Fast Caption Alignment for Automatic Indexing of Audio

Fast Caption Alignment for Automatic Indexing of Audio

Allan Knight (University of California, Santa Barbara, USA) and Kevin Almeroth (University of California, Santa Barbara, USA)
DOI: 10.4018/jmdem.2010040101
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For large archives of audio media, just as with text archives, indexing is important for allowing quick and accurate searches. Similar to text archives, audio archives can use text for indexing. Generating this text requires using transcripts of the spoken portions of the audio. From them, an alignment can be made that allows users to search for specific content and immediately view the content at the position where the search terms were spoken. Although previous research has addressed this issue, the solutions align the transcripts only in real-time or greater. In this paper, the authors propose AutoCap. It is capable of producing accurate audio indexes in faster than real-time for archived audio and in real-time for live audio. In most cases it takes less than one quarter the original duration for archived audio. This paper discusses the architecture and evaluation of the AutoCap project as well as two of its applications.
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Over the past 10 years, automatic speech recognition has become faster, more accurate, and speaker independent. One tool that these systems rely on is forced alignment, the alignment of text with speech. This application is especially useful in automated captioning systems for video play out. Traditionally, forced alignment’s main application was training for automatic speech recognition. By using the text of recognized speech ahead of time, the Speech Recognition System (SRS) can learn how phonemes map to text. However, there exist other uses for forced alignment.

Caption alignment is another application of forced alignment. It is the process of finding the exact time all words in a video are spoken and matching them with the textual captions in a media file. For example, closed captioning systems use aligned text transcripts of audio/video. The result is that when the audio of the media plays, the text of the spoken words is displayed on the screen at the same time. Finding such alignments manually is very time consuming and requires more than the duration of the media itself, i.e., it cannot be performed in real-time. Automatic alignment of captions is possible using the new generation of SRS, which are fast and accurate.

There are several applications that benefit from these aligned captions. Foremost, and quite obviously, are captions for media. Providing consumers of audio and video with textual representations of the spoken parts of the media has many benefits. Other uses are also possible. For example, indexing the audio portion of the media is a useful option. By aligning media with the spoken components, users can find the exact place where text occurs within the audio content. This functionality makes the media searchable.

The technical challenge is how to align the transcript of the spoken words with the media itself. As stated before, manual alignment is possible, but requires a great deal of time. A better solution would be to find algorithms to automatically align captions with the media. There are, however, several challenges to overcome in order to obtain accurate caption timestamps. The first is aligning unrecognized utterances. No modern SRS is 100% perfect, and therefore, any system for caption alignment must deal with this problem. The second challenge is determining what techniques to apply if the text does not exactly match the spoken words of the media. This problem arises if the media creators edit transcripts to remove grammatical errors or other types of extraneous words spoken during the course of the recorded media (e.g., frequent use of the non-word “uh”). The third challenge is to align the caption efficiently. For indexing large archives of media, time is important. Therefore, any solution should balance how much time it takes with the greatest possible accuracy.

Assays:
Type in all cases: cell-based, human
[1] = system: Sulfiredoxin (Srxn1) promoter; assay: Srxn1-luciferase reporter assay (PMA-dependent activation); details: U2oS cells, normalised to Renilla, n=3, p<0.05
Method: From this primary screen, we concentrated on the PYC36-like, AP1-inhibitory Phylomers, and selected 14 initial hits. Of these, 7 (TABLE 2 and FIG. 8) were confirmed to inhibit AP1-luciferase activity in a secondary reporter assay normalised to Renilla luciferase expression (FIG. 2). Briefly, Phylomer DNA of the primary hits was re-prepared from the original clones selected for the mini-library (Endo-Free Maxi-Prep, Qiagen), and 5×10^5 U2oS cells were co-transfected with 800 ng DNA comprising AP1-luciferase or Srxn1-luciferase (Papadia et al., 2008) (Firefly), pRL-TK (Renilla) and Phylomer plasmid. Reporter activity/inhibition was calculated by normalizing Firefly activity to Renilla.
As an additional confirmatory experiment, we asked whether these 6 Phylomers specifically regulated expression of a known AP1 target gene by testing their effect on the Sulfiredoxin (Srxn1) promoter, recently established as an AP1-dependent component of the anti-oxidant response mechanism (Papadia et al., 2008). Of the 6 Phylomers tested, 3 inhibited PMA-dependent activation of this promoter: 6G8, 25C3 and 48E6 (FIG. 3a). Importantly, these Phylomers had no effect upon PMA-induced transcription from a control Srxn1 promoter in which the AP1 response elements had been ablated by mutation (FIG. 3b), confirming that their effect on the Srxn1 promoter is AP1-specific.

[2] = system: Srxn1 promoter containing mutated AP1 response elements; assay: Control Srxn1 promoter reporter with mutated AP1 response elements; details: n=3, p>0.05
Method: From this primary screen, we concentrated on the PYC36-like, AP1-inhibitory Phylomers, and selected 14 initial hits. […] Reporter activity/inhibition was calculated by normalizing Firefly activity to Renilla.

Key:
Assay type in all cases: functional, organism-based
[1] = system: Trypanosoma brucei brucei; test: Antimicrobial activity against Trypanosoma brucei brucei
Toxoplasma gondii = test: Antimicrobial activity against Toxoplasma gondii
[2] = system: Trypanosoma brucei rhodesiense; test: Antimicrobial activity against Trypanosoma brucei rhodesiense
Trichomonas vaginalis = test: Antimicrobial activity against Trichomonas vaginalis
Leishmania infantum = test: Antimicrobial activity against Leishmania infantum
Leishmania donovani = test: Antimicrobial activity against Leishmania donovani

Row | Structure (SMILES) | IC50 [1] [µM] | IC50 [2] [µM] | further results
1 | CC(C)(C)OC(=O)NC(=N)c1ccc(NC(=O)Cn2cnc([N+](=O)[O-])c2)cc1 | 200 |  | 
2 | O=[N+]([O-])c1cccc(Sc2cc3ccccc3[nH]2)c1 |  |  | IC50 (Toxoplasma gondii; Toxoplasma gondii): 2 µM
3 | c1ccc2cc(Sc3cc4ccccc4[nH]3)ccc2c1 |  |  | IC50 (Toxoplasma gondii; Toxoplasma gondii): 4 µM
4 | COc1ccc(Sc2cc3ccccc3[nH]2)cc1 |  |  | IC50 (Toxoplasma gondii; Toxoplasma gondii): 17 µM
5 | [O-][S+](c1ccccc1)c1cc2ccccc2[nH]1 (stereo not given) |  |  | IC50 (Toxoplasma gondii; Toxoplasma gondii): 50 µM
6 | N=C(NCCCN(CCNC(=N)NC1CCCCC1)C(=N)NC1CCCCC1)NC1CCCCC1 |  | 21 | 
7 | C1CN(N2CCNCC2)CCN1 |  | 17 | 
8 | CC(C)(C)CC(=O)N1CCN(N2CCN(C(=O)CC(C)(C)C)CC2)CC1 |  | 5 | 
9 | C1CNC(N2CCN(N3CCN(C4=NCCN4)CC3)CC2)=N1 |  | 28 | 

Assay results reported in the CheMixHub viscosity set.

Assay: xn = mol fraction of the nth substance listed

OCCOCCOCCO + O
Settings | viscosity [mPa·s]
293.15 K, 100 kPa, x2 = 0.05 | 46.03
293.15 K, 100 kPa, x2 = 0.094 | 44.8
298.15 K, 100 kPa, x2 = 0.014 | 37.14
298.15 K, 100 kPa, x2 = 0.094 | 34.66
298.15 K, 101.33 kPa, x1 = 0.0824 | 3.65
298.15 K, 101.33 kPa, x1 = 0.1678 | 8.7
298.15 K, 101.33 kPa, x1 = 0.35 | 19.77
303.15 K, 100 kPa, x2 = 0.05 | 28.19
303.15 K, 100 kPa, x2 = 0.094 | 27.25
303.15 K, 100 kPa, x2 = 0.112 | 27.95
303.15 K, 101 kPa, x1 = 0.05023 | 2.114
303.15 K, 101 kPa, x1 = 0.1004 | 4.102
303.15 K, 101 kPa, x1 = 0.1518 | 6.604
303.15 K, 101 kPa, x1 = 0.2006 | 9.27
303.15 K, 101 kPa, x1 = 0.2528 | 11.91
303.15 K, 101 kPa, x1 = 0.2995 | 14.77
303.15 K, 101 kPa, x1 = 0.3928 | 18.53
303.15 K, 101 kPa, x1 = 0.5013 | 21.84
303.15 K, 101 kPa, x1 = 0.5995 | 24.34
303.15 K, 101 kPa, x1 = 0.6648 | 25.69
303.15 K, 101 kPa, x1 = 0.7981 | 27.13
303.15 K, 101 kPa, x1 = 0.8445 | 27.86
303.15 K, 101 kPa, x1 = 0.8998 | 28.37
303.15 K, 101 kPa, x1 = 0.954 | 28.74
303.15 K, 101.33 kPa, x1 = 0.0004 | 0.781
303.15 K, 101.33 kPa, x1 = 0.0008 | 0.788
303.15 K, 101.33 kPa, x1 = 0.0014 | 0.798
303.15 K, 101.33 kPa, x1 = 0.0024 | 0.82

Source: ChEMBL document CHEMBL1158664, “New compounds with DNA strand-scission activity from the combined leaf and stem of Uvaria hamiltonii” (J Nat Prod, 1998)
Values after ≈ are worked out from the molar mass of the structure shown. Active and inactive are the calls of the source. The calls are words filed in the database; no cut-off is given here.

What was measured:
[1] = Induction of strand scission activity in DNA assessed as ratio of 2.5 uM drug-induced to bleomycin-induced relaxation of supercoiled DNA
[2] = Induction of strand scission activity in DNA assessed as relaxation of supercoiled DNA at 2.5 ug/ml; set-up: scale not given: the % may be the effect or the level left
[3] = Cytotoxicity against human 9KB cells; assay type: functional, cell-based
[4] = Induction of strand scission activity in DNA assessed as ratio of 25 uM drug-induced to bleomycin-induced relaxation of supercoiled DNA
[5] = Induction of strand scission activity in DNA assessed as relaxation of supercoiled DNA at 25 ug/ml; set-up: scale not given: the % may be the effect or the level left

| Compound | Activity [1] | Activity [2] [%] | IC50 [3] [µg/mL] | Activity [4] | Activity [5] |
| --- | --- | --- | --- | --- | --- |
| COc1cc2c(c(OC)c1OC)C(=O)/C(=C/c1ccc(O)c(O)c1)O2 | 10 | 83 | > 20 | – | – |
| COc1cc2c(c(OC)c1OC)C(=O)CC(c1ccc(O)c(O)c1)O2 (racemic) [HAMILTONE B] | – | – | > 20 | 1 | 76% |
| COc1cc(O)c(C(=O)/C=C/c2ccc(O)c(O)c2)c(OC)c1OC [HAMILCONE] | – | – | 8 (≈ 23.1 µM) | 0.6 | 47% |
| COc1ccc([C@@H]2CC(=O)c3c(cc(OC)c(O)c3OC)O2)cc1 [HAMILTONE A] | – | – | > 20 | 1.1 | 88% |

The work discussed in this paper is part of a project called AutoCap. The goal of this project is to automatically align captured speech with their transcripts while directly addressing the questions above. AutoCap includes of two previously available components: a language model toolkit and a speech recognitions system. By combining these components with an alignment algorithm and caption estimator, developed as part of this research, we are able to achieve accurate timestamps in a timely manner. Then, using the longest common subsequence algorithm and local speaking rate, AutoCap can quickly and accurately align long media files that include audio (and video) with a written transcript that contains many edits, and therefore, does not exactly match the spoken words in the media file.

While other researchers have previously addressed a similar problem (Hazen, 2006; Moreno & Jeorg, 1998; Placeway & Lafferty, 1996; Robert-Ribes & Mukhtar, 1997), they use different techniques and do not accomplish the task as fast as AutoCap can. The cited projects either do more work than is needed, such as a recursive approach (Moreno & Joerg, 1998), or add more features than are needed (Hazen, 2006), for example, correcting the transcripts. In either case, both approaches, while very accurate, take real-time or longer to align each piece of media. And as mentioned previously, for processing large archives of media, shorter processing times are critical. Finally, and most importantly, these works do not address the issue of edited transcripts.

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